Of the key physiological determinants of performance, VO2max has received the most attention with well-documented reductions across the lifespan of approximately 1% per year. By comparison, the influence of ageing on exercise efficiency has received little attention. However, recent publications (Venturelli et al., 2012) and a point-counterpoint (Venturelli & Richardson, 2012; Ortega, 2012) have demonstrated that there is considerable debate on the effects of ageing, exercise efficiency and performance. Consequently, the aim of this study was to assess the effect of training status, age and muscle fiber composition on cycling gross efficiency (GE) and exercise performance.
Forty males were recruited into one of 4 groups: young and old trained cyclists, young and old untrained individuals. In a series of laboratory visits all participants completed an incremental ramp test to measure their VO2max, maximal heart rate (HRmax) and MMP, a submaximal test of GE at a series of relative work rates, and in trained participants only, a 1-hour cycling time trial. Finally, all participants underwent a muscle biopsy of their right vastus lateralis muscle.
A univariate general linear model of VO2max and MMP data demonstrated significant main effects of training status (P<0.01), and age (P<0.01), whereas HRmax was only affected by age (P<0.01). At relative work rates of 50% and 60% MMP, 60% MMP 60 rev.min-1, and 60% MMP 120 rev.min-1 there was an effect of training status on GE (P<0.01), the effect of age was only significant at 50% MMP and 60% MMP (P<0.01). The proportion of type I muscle fibers in the vastus lateralis muscle was higher in the trained groups (P<0.01), with no effect of age. Further, performance power output was predicted by performance VO2 and GE with standardized beta coefficients of 0.94 and 0.34 respectively. Independently, only age significantly added to the prediction for parameters in the model where MMP was included (standardized beta coefficients of 1.21 for MMP and 0.45 for age).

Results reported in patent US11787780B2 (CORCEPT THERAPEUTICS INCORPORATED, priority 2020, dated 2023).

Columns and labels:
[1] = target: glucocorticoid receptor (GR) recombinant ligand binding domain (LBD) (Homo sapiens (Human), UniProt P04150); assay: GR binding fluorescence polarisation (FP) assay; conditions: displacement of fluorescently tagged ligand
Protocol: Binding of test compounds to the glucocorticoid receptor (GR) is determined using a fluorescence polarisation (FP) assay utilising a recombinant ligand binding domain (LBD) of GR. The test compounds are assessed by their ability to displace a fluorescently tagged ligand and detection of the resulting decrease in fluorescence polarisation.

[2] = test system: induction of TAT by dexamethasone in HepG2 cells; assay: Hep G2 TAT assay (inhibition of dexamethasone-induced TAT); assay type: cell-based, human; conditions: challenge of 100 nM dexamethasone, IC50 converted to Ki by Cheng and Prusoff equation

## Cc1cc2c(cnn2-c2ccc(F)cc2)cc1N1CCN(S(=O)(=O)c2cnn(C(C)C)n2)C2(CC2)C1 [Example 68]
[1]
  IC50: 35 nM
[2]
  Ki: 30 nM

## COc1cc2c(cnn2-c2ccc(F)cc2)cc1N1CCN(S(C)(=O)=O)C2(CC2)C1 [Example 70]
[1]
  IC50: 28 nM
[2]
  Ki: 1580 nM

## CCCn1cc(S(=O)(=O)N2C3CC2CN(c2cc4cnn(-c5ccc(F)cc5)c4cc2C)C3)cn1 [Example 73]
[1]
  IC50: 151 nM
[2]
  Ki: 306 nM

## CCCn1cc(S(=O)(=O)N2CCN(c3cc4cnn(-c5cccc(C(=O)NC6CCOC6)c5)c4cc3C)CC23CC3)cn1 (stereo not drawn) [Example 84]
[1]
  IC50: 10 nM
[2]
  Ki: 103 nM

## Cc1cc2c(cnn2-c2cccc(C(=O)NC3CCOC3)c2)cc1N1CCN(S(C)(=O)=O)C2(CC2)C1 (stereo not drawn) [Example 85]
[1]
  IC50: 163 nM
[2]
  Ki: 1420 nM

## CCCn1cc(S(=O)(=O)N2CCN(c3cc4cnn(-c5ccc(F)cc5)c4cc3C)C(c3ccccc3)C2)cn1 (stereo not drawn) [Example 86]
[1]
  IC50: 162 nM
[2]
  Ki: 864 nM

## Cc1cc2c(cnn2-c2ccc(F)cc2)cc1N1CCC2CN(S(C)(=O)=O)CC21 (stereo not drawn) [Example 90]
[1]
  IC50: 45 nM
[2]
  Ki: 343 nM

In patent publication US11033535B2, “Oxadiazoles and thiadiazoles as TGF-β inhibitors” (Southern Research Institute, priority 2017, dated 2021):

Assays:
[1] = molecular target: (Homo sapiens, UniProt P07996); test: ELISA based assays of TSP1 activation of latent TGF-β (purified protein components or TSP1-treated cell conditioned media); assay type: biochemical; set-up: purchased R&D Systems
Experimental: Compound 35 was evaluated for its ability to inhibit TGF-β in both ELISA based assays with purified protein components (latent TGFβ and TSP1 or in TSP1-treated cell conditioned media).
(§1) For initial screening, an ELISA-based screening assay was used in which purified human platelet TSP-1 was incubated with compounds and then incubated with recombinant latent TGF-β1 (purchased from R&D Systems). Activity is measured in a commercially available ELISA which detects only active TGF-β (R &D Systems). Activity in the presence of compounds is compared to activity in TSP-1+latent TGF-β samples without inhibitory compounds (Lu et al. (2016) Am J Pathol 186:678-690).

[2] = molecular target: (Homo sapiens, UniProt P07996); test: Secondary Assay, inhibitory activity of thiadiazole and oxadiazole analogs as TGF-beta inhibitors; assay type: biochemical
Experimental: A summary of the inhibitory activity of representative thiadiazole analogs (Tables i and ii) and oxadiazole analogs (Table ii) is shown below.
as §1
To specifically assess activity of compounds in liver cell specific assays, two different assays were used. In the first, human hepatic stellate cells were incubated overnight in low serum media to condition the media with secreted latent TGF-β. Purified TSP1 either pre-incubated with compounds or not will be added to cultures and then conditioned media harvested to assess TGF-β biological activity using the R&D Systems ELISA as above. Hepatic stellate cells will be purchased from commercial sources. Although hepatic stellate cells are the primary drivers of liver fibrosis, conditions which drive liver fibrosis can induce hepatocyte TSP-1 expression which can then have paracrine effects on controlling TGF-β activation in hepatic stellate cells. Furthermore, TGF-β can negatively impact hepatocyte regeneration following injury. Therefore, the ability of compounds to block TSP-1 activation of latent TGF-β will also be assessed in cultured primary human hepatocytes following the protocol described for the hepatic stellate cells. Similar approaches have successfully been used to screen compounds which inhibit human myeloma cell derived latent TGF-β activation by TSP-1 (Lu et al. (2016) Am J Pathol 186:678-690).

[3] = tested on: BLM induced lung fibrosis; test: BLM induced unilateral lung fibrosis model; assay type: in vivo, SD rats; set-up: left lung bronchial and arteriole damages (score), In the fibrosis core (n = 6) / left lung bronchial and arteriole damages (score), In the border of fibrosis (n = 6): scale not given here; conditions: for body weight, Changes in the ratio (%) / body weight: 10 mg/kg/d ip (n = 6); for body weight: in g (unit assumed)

These data demonstrate that key physiological factors influencing endurance exercise performance are detrimentally affected by ageing, although exercise training can potentially moderate some of these effects. Further, even though biological ageing provides an influence, oxygen cost is the main factor affecting exercise performance. Therefore, the reductions in exercise performance with age are mostly likely influenced by lower exercise efficiency.
Ortega JD. (2012). J Appl Physiol, doi: 10.1152/japplphysiol.01438.2012. Venturelli M, Richardson RS. (2012). J Appl Physiol, doi:10.1152.japplphysiol.01438.2012. Venturelli M, Schena F, Scarsini R, Muti E & Richardson RS. (2012). Age, doi:10.1007/s11357-011-9379-1.